What species of rose is the state flower of Iowa?


What species of rose is the state flower of Iowa?


Many settlers in Iowa admired the rose growing wild throughout the state. In 1896, the Iowa legislature selected it as the motif on a silver tea set presented to the U.S. Navy and used on the battleship Iowa. A year later, on May 6, 1897, with the advice of the State Federation of Women's Clubs in Dubuque, the legislature designated the "wild rose" as the state flower of Iowa.

Several wild rose species are native to Iowa. However, the legislature did not designate a specific wild rose species as our state symbol. Three "wild" roses native to Iowa can be considered our state flower: Rosa arkansanaRosa blanda, and Rosa carolina. The individual species are difficult to tell apart because they are very similar in appearance and they hybridize easily and naturally.

Meadow Rose

Rosa blanda (meadow rose) is found in Iowa's prairies, meadows, and open woodlands. This shrub-like plant will grow to four feet tall. It produces large showy pink flowers from June through late summer. The fruit, called "hips", resemble small apples, and are about half-inch in diameter. Rosa blanda is most often given the honor of being the state flower, even though it is common only in the northern half of the state.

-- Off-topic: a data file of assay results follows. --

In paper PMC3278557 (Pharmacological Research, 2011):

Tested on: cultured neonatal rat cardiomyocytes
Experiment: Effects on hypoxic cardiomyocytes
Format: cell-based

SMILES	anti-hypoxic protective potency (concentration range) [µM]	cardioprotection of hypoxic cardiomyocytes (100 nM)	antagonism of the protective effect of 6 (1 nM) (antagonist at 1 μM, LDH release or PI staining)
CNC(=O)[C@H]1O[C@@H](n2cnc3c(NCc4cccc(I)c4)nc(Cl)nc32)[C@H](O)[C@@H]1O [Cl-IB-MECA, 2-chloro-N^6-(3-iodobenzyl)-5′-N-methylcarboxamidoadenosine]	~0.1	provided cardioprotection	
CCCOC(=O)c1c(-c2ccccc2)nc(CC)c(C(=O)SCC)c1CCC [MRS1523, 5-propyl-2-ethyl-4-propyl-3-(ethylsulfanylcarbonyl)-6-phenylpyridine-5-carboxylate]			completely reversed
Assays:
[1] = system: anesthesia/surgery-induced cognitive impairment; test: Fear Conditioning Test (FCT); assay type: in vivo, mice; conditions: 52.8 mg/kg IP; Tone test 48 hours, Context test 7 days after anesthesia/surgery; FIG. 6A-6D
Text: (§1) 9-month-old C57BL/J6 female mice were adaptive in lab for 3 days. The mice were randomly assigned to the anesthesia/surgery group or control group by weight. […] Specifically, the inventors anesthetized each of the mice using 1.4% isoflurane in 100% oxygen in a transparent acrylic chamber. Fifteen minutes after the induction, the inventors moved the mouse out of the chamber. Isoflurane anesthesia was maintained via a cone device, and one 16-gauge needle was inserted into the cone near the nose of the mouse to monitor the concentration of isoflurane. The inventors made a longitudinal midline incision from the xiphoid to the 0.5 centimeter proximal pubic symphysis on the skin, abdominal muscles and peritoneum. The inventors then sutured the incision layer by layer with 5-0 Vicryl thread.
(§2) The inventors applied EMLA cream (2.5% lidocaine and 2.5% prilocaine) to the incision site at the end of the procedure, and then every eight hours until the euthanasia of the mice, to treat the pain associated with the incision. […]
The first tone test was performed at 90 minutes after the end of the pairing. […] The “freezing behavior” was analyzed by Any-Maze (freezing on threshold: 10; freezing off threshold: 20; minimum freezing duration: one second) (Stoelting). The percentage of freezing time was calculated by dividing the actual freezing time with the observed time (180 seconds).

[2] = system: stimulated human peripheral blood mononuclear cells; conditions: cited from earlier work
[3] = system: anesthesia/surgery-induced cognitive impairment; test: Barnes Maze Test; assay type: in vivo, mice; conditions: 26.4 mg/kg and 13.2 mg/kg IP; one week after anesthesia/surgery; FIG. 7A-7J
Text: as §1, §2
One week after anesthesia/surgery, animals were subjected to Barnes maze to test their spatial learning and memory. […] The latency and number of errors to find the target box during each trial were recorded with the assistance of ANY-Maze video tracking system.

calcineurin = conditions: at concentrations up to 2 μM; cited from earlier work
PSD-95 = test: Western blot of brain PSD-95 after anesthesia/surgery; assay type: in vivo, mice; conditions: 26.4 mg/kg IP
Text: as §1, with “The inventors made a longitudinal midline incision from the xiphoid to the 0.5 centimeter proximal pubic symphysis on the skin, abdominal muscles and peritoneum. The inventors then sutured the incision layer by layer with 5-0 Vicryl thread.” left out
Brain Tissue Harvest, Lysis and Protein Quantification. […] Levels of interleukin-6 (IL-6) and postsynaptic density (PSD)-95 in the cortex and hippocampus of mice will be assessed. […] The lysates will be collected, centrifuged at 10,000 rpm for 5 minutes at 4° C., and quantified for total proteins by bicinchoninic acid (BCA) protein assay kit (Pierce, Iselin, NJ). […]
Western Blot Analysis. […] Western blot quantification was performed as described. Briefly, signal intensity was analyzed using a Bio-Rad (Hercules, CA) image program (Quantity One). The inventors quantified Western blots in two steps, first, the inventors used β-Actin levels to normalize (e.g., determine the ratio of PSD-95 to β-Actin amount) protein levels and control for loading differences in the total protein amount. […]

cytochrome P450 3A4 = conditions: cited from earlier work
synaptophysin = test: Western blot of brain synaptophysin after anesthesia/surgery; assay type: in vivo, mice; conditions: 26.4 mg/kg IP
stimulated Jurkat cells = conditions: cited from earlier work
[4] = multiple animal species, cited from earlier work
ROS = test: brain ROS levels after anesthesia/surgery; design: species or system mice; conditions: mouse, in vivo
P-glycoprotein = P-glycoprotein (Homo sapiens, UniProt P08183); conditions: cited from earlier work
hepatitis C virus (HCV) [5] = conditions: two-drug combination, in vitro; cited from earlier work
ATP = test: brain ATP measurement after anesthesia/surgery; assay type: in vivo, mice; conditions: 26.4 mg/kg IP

Arkansas Rose

Rosa arkansana (Arkansas rose) is quite similar to R. blanda. It is a small shrub that grows in a wide range of soil conditions. This rose is found in prairies, meadows, and open woodlands. It grows up to 3 feet tall and blooms in June with masses of pink to dark pink, fragrant blossoms. The small, red, apple-shaped hips appear in late summer.

Carolina Rose

Rosa carolina (Carolina rose) is another wild rose species that can be seen blooming in meadows and woodlands throughout the state.  The plants grow 1 to 3 feet tall and freely sucker.  Blooms open atop thorny stems in early summer with single, pink, 5-petaled flowers 2 inches wide in small clusters.


  • Nature's Heartland. 1990. Bill Boon and Harlen Groe. Iowa State University Press, Ames, IA.
  • Wildflowers of Iowa Woodlands. 1995. Sylvan T. Runkel and Alvin F. Bull, Iowa State University Press, Ames IA.
  • "The Goldfinch" newsletter, 1995. vol. 16, no. 3, State Historical Society of Iowa.

Learn more about the state symbols of Iowa in this publication: State Symbols - Iowa's Nature Series

Learn more about growing roses in this article: Growing Roses in Iowa.

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Last updated on
March 19, 2024